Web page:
A major subject of concern is the standard of equipment with which medical staff are expected to insert a drain safely and efficiently. What is provided, even in cardiothoracic wards or accident and emergency departments, is almost universally inadequate. This is a correctable contributor to the morbidity associated with chest drainage. Few items are needed to establish safe, efficient chest drainage, but they are seldom provided. Usually, a “trolley” is set up containing some local anaesthetic, skin antiseptic, and drapes, a small dressings set containing plastic forceps, a scalpel, a chest drain with trocar, a 2/0 (or smaller) suture, and the underwater drainage system. These items alone do not allow safe access to the pleural cavity and will cause undue discomfort for the patient. The trocar is often wrongly used to gain access to the pleural cavity, making this a dangerous procedure.6

    These problems can be avoided by providing appropriate equipment. We recommend that a trocar should never be used and that access to the pleural cavity must be attained by blunt dissection. To achieve this, metal instruments are needed (such as a pair of artery forceps), with which the incision through the intercostal muscles can be widened to allow passage of a finger. The finger should then be used to establish access to the pleural cavity. The artery forceps should be applied to the inside tip of the chest drain in parallel, thus creating a firm, blunt tip. This rigid arrangement can safely be passed into the pleural cavity via the previous breach in the parietal pleura and directed either apically for air or basally for liquid. It should then be connected to the underwater drainage system. To secure the drain, a suture of number 1 or greater (silk or nylon) should be used to allow firm tying and avoid breakage. The tube should then be taped to the side of the patient, avoiding the large quantities of strapping often seen.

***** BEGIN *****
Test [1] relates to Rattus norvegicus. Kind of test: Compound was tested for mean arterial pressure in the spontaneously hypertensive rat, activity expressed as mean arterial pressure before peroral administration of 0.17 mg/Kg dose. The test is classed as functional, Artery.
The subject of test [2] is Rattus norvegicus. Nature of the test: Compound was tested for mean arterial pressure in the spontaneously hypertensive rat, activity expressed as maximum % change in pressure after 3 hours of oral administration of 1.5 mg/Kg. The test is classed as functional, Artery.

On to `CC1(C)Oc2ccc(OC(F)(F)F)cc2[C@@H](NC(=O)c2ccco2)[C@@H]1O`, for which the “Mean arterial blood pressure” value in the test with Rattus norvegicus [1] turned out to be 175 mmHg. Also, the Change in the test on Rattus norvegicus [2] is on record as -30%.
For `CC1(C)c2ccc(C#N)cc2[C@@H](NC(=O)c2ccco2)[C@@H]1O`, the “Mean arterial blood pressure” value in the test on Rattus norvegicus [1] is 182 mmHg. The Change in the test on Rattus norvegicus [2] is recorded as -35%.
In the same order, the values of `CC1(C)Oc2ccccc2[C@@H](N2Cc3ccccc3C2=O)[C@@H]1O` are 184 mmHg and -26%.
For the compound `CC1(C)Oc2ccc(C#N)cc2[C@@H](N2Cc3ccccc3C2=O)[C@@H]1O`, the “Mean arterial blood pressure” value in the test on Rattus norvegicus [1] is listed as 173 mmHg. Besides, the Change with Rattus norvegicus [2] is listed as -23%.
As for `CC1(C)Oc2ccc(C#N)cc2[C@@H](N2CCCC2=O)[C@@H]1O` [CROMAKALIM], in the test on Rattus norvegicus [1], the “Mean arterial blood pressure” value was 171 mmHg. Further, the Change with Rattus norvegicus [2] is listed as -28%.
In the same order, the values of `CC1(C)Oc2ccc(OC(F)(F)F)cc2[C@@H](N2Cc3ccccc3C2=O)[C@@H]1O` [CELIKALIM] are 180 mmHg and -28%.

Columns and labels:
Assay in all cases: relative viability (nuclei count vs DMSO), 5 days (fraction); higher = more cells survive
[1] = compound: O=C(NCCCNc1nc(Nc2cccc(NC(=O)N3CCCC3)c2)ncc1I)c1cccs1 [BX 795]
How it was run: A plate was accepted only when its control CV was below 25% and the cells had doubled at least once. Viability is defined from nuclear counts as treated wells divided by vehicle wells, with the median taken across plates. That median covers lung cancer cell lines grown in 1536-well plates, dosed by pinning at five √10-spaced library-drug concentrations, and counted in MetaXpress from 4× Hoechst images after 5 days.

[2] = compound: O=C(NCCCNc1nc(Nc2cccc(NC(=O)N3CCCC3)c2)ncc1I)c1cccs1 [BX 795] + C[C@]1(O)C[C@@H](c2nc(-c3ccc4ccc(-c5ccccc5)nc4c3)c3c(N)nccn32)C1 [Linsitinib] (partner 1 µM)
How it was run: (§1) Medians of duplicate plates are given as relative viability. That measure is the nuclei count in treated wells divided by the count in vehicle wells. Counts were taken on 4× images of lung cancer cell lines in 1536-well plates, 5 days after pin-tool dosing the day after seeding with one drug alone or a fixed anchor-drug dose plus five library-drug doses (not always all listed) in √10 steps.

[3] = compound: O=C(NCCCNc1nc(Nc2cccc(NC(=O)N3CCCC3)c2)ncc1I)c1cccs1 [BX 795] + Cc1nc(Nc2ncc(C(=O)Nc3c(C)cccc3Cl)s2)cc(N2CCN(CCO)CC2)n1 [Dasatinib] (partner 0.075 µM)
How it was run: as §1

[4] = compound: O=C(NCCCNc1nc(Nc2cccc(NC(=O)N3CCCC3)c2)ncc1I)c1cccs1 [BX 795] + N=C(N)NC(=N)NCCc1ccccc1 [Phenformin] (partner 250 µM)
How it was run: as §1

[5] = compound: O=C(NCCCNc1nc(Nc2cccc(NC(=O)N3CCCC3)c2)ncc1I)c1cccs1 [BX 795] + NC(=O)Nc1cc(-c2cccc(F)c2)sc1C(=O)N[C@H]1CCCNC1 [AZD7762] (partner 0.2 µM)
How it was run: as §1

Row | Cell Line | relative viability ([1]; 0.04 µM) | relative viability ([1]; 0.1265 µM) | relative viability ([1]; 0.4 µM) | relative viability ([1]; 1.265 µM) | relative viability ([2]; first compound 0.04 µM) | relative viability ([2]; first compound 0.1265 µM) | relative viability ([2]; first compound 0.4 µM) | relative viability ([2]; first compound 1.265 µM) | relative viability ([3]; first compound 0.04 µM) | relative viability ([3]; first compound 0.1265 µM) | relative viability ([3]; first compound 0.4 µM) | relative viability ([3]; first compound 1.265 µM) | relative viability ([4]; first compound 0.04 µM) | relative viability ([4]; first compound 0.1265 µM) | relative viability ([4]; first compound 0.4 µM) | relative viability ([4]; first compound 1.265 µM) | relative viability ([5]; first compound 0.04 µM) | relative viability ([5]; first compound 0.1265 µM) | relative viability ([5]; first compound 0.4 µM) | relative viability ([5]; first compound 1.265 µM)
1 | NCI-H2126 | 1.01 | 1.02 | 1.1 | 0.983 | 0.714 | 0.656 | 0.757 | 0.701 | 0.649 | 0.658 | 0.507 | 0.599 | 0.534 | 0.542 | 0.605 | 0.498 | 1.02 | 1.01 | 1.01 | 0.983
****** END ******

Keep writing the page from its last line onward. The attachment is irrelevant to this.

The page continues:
Perhaps the most commonly encountered error in chest drain management is clamping of the tube. There is no definite indication for clamping a chest drain, and it may be highly dangerous, potentially converting simple pneumothoraces to life threatening tension pneumothoraces.7 Unfortunately, drains continue to be clamped, even on “specialist” units. This usually occurs during transfer to the radiology department or between units by nursing staff. It must be discouraged.

    As a result of our observations, we have designed a prepacked chest drain set for our hospital containing the basic items needed for the safe insertion of chest drains (see box). We advocate the application of the principles of advanced training in life support1 and encourage inexperienced practitioners to seek help early. Standardised methods of inserting and managing chest drains would be of benefit to both patients and medical staff.